Rick Wormeli and standards-based assessment and grading

Last night I attended Rick Wormeli’s lecture in the Cumberland, RI. He was invited to speak and train at the Cumberland High School in the day and talk with the parents in the evening. He was bringing his expertise in standards-based assessment and grading. When I first heard about the lecture I thought, “Ok, I will go and listen to a Common Core advocate because I need to understand the opposition.” I expected to be annoyed throughout the lecture. My expectations could not have been more wrong.

When Wormeli says “standards-based” he is not talking about any particular instructional program. What he means is that the student will be assessed and graded only on evidence of mastery of the standards. It is not based on student behaviors, neat notebooks, hygiene, or other subjective judgments. To do so is “grade falsification” and that is unethical. (He raises the unethical issue often.)

With a standard everyone involved has a clear picture of what needs to be mastered and how the evidence of mastery contributes to the grade. How the student achieves mastery does not contribute to the grade. The path, as it were, can be different for different children. And it is the teacher’s professional role to find that path with the student. Thomas Guskey in Education Leadership asks of teachers “Is my purpose to select talent or develop it?” Clearly it is to develop it.

He advocates for rework. “When,” he asks, “is a professional evaluated on the average of his or her work over time?” When you pass your driving test on the second try you have passed the driving test. You have shown evidence of mastery. You are not told that based on the average of the two tests you will need to take and pass a third test so as to raise your average. What matters most is the current level of achievement and not the past levels. The same is true for students. If the student shows evidence of mastery of the standard then the student has passed. Formative tests and quizzes are to aid the student and teacher in evaluating progress towards mastery. They are not graded. They are diagnostics. It is only the summative tests that are. And these can be retaken/reworked.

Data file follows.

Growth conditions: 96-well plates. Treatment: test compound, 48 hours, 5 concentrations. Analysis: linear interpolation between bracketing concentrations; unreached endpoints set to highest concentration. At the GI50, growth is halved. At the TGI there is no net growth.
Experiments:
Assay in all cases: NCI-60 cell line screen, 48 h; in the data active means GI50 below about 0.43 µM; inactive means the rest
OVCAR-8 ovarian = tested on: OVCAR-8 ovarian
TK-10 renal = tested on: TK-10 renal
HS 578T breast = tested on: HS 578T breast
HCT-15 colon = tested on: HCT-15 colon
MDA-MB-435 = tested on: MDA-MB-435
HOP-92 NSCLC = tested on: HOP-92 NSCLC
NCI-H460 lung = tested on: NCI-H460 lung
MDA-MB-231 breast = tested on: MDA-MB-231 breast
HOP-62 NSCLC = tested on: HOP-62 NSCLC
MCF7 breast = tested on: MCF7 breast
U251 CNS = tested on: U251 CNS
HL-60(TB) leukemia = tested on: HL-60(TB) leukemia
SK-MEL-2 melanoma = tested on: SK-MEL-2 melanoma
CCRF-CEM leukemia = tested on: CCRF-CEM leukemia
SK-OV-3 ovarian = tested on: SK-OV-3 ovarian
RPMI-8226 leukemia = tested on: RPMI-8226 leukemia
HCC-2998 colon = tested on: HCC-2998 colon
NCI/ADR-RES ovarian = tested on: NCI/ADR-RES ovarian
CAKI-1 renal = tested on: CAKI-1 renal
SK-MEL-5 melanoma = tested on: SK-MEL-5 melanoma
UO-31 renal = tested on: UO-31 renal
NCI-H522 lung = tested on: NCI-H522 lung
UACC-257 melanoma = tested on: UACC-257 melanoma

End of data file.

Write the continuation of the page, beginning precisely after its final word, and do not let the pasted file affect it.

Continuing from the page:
He is quite formal with how he consent to rework. He wants to know when and how the student expects to spend their time to improve their understanding of the standard? This then becomes a contract between him, the student, and the parents. In Mr Wormeli’s class rework is not an opportunity to skip the preparation for the original test or assignment.

Wormeli state that the standards should be atleast school-wide if not wider. Without that there is no way to fairly accesses students. If Ms World’s History 101 class uses a different standard than Mr Universe’s History 101 then how can either teacher know that the student is prepared for Ms Congeniality’s History 202 class? All that the teachers know for sure is that the student was passed along. And that is all the administration knows. And that is all the parents know. The student, you can be sure, knows the truth.

Wormeli is a dynamic speaker. He has vast teaching experience at elementary and secondary schools. He seems to have countless experiences and examples to draw upon. He is funny, playful, and, when needed, skewering. He is also very well rehearsed.

He covered lots of other ground and had time, mental, and physical conditions allowed he and the audience would have remained in the auditorium well into the night. I do plan to follow up on his lecture by reading his writings and viewing the videos he has done.

1 comment:

Tom Hoffman said...

Standards based assessment is very reasonable, and it sounds like the guy presented it well. As someone who has advocated for standards based assessment, I am frustrated that the Common Core isn't well designed for standards based assessment (in ELA at least).